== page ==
David Hogsette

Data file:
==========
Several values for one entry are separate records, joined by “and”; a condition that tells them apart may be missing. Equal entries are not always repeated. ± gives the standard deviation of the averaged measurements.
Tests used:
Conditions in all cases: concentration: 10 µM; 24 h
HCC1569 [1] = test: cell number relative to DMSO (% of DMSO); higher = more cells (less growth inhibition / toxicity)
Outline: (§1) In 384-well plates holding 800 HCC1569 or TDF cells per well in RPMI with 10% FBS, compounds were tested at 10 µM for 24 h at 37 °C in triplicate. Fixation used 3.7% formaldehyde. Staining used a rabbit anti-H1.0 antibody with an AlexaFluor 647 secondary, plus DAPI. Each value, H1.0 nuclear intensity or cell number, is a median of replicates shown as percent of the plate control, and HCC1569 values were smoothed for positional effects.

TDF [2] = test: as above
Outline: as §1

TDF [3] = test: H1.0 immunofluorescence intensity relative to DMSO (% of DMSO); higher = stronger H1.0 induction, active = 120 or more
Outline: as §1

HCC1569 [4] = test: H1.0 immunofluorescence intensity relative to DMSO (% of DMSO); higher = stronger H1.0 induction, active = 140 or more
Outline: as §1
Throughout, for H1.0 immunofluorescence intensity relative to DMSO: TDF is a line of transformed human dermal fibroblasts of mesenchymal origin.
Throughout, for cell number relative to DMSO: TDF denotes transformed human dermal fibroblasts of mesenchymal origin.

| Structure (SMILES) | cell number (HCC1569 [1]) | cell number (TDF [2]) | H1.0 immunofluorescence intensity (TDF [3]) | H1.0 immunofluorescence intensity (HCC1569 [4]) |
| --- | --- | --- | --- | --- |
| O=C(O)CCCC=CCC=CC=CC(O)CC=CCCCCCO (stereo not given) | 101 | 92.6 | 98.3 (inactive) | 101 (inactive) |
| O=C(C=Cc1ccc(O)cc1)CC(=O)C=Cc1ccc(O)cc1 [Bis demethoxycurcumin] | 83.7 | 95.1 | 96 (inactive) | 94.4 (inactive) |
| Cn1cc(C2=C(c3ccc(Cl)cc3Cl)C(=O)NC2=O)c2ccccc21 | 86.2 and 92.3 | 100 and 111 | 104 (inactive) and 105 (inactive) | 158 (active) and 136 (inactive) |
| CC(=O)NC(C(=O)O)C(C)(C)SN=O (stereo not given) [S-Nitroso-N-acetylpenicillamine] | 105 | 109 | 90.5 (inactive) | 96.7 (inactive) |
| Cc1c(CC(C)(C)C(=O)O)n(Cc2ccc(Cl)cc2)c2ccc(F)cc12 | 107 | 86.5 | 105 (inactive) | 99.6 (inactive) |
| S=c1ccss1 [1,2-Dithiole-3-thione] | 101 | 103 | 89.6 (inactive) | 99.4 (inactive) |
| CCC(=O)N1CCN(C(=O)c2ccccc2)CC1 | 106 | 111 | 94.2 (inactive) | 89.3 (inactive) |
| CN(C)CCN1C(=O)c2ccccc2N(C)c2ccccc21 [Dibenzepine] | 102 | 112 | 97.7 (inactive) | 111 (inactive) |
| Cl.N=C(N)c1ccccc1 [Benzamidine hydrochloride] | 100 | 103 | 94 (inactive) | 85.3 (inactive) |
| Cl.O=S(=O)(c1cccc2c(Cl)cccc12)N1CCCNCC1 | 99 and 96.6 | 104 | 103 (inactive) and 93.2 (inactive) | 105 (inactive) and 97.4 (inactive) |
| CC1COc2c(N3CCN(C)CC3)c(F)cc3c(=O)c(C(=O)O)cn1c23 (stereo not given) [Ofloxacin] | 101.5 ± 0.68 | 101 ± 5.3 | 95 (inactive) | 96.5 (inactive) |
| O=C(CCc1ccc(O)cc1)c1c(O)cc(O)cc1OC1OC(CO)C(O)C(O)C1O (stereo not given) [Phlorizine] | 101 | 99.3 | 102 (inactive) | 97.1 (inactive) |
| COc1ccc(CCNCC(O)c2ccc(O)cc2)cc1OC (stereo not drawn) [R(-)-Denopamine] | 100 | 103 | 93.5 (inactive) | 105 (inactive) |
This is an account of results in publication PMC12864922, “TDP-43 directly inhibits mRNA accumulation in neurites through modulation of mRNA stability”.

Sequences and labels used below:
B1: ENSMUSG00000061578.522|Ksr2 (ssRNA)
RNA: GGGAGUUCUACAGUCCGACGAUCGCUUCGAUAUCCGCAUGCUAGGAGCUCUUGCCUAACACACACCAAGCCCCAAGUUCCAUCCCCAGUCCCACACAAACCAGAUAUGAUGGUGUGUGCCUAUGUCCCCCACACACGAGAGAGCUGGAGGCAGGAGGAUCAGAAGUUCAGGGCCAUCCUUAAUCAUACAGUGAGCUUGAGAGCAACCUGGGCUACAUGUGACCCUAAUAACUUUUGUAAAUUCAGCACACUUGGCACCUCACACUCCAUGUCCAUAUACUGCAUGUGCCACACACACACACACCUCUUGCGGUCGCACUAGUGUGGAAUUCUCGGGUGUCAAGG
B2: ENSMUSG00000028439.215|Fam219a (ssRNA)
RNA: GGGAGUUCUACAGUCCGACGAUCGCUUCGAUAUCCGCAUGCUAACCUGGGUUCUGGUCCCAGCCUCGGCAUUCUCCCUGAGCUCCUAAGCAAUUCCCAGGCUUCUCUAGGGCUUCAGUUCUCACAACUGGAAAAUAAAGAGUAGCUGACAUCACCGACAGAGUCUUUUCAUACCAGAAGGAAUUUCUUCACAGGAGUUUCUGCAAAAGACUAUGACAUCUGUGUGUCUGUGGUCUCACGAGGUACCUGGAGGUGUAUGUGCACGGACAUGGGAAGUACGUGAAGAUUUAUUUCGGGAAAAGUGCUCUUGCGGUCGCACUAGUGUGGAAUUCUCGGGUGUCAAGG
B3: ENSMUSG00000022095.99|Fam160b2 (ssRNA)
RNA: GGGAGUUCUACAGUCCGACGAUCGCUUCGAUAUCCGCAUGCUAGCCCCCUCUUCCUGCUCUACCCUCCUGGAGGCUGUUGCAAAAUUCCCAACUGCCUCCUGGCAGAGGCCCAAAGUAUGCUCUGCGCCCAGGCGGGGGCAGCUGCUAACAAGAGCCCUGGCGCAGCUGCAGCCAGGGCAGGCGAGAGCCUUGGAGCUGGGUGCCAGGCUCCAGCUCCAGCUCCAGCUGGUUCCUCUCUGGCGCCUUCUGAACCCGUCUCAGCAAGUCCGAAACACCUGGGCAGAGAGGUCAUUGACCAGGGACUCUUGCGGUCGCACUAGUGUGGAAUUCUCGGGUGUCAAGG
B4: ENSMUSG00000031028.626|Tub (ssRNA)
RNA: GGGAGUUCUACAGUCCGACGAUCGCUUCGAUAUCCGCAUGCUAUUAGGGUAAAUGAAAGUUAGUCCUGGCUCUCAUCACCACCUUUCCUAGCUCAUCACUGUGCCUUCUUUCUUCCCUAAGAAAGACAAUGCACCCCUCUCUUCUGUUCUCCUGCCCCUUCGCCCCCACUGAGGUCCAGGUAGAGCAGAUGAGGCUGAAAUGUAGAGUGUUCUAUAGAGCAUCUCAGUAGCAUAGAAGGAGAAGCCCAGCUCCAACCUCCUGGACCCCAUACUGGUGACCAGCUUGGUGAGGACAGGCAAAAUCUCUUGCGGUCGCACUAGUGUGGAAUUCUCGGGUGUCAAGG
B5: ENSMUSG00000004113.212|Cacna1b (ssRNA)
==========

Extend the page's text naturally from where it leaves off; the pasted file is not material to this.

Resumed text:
When I was very young, I had a religious and spiritual experience by which I asked Jesus to be a part of my life. However, at that time I did not fully know what that really meant or entailed. Actually, I think it is safe to say that I really didn't know Jesus well at all, intellectually or existentially. My parents were (and still are) very committed Christians, and they took me to church every Sunday and Wednesday. Unfortunately, the evangelical churches we attended were not strong on explicitly teaching theology (the study of God and His nature) and explaining doctrine (core beliefs of the Christian faith). As a result, I did not grow deeply in faith or knowledge. I knew the basics of Christian belief, but I didn't know why I believed them, nor could I explain why these beliefs were true. As one could imagine, I was an easy target for the anti-theistic skeptics at university. During my undergraduate and graduate studies in English, professors and fellow students bombarded me with harsh critiques and tough questions about the Bible, miracles, the historical Jesus, prayer, the nature of morality, the existence of purpose and meaning, and the attributes of God (if God even existed). My mind was steeped in postmodern worldviews that informed all aspects of my education. I was taught to be critical of everything, to question everything, to doubt all traditions, to discard grand narratives, and to revel in the subjective. Apparently, this was true freedom. I was told all that God talk and moral rigidity of Christianity was too confining and restraining. I came to believe that skepticism meant true liberation. Looking back now, I see that Jesus is a loving Friend, Lord, and King. Even as I strayed from Him, He never left me. When I received my PhD and took my first university teaching position in New York, God brought special people into my life who challenged me intellectually and spiritually to reconsider the historical claims of Christ that are fully revealed and clearly expressed in the Bible. After some brief reflection, I realized that my skepticism encouraged me to question and doubt everything around me'¦except my skepticism. I never thought to be skeptical of my skepticism. I began to ask different questions: Are there rationally satisfying arguments for and evidences of God's existence? If God exists, is He accurately revealed in the Bible? If so, how can I know? Who was the historical Christ, and how can we know? Is the New Testament mainly myth and story, or is it reliable historical testimony? If it is reliable history, what does it say about Jesus Christ? Is it reasonable to believe in miracles? Are there intellectually viable reasons to believe the resurrection of Jesus? If so, then doesn't this validate His claims and teachings? If so, then what is the justification for my skepticism and unbelief? These, and other related questions, led me on a quest for answers and knowledge. I knew what my skepticism taught me (I now find it rather ironic to consider skepticism as teaching anything at all, but that is another discussion). However, I didn't know if there were rational arguments and reliable evidences supporting the Christian claims. I figured there HAD to be SOMETHING behind it; after all, it had survived nearly two thousand years of constant intellectual assaults from a variety of ideological perspectives. That a little over two billion people today believe Christianity to be true suggested to me that either there were a lot of duped folks or that maybe, just maybe, there was something behind the claims of Christ. I began reading such Christian apologists (those who explain and defend the Christian faith) as Ravi Zacharias, Norm Geisler, William Lane Craig, J.P. Moreland, and Paul Copan. I also read C.S. Lewis and G.K. Chesterton. Wow! I realized that I was the one who had been duped. My academically imposed skepticism did not show me truth but rather hid it from me. My mind was not liberated by skepticism; rather, it was imprisoned by cynicism, deceit, and intellectual dishonesty. Skepticism did not free me to think for myself. I was forced into an academic group think through emotional manipulation, bandwagon appeal, and the constant threat of ad hominem attack if I dared to think for myself and disagree. The light of truth broke the enslaving bonds of dark deceit. I was free at last. In 1997 I renewed a personal relationship with Jesus Christ, fully accepting Him as not only Savior but also as Lord. Ever since, He has continued to bless me with a deep and abiding faith that is spiritually nourishing, existentially relevant, and intellectually meaningful. There is no greater relationship that one could ever have, for it transcends mere religiosity, binding the physical with the metaphysical, imbuing all reality with meaning, and preparing the soul to praise Him for eternity. How can I not but love and worship Him, the only One who loved and accepted me despite my rejection and hatred of Him? Please let me know if you have any specific questions about faith in Jesus Christ, for I fully believe in God's invitation to "Come now, and let us reason together" (Isaiah 1:18). Jesus calls us to love God with all our hearts, with all our souls, and with all our minds (Matthew 22:37). Therefore, what we believe in our hearts must make sense in our minds. It is my prayer that God's grace may rest upon you such that you too may experience an eternity in the presence of the Infinite Creator, the Great I AM. If I can be of any help, please let me know.